- The Washington Times - Thursday, February 10, 2011

BERLIN | The Swiss are set to vote Sunday on a referendum that would limit the right to bear arms and upend centuries of tradition of civilians keeping military weapons at home in Europe’s most gun-friendly nation.

If approved, the referendum would force military reservists to store their government-issued weapons in secure public arsenals. It also would create a national registry for all guns and ban private ownership of weapons defined as highly dangerous, such as pump-action and fully automatic weapons.

The issue clearly has touched a nerve and set off an emotionally charged debate over what it means to be Swiss.

“Security and neutrality are rooted deeply in our feeling of identity,” said Lukas Golder, a senior project leader at the gfs.bern research institute, which conducts polls before and after elections in Switzerland. “Security and our peaceful history — these elements probably make Switzerland a bit unique. So this [referendum] touches on the very issue of Swiss identity.”

One in every three households in Switzerland has a gun, making it the country with the third highest number of firearms per capita, behind the U.S. and Yemen, according to Small Arms Survey, an independent research project based in Geneva.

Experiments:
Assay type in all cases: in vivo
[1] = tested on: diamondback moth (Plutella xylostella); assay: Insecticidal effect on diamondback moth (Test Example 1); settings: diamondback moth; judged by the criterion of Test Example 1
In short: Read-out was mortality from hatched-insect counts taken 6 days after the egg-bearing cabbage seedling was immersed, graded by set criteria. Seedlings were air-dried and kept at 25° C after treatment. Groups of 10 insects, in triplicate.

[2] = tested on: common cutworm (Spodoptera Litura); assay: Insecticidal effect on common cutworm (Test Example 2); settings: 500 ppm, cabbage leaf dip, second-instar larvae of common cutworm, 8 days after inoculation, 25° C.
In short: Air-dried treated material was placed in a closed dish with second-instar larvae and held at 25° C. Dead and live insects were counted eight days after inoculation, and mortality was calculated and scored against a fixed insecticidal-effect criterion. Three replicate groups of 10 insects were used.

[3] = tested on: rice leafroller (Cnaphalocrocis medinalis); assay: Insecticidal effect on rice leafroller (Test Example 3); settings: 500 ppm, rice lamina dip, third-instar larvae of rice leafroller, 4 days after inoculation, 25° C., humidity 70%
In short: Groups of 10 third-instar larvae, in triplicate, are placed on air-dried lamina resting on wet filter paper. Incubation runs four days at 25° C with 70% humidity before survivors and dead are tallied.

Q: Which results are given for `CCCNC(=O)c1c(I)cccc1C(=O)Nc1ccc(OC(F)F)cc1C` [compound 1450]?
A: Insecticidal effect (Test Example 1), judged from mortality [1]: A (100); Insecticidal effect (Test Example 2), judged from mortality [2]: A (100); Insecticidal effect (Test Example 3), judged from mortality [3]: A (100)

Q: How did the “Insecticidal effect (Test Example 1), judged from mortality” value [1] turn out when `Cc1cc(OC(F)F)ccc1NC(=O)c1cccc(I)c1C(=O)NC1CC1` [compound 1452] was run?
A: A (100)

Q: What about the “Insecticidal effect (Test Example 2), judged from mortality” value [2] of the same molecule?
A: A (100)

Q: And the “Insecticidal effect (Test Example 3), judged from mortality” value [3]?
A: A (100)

Opposition is fierce in a nation that has long cherished and protected fairly liberal weapons laws, in stark contrast to its European neighbors.

“These guns belong to the Swiss people,” said Urban Huppi, who runs a sport-shooting facility called Bruenig Indoor in the village of Lungern. “We’re just like car lovers. We take good care of our weapons. If someone tries to lay a hand on them, we don’t like it. You wouldn’t like it either if it were your car.”

Unlike the United States, Switzerland — a landlocked nation with a population of about 7.6 million — relies on a well-armed militia of reservists for national defense instead of a standing army. Those reservists — all able-bodied male citizens younger than 34 — are allowed to keep their guns at home.

The tradition dates back more than 800 years, but it was cemented in Swiss history during World War II. Then, the fear of attack on neutral Switzerland prompted officials to create a flexible militia, in which every man was responsible for mobilizing quickly.

But referendum supporters say it won’t affect military readiness. “There is no actual scenario now that requires a soldier to have his weapon at home in order to fight the enemy,” said Green Party legislator Josef Lang, a member of the committee pushing the referendum.

Backed by a broad coalition of nongovernmental organizations, center-left and center-right politicians, and women’s groups, the initiative was born in large part in reaction to a series of shooting incidents, particularly the 2001 spree at a government building in Zug that killed 14 people.

Friedrich Leibacher, who killed himself after the massacre, used a commercial version of the Swiss army’s SG 550 assault rifle — a gun still commonly found throughout the country in cupboards or under beds, the Associated Press reported.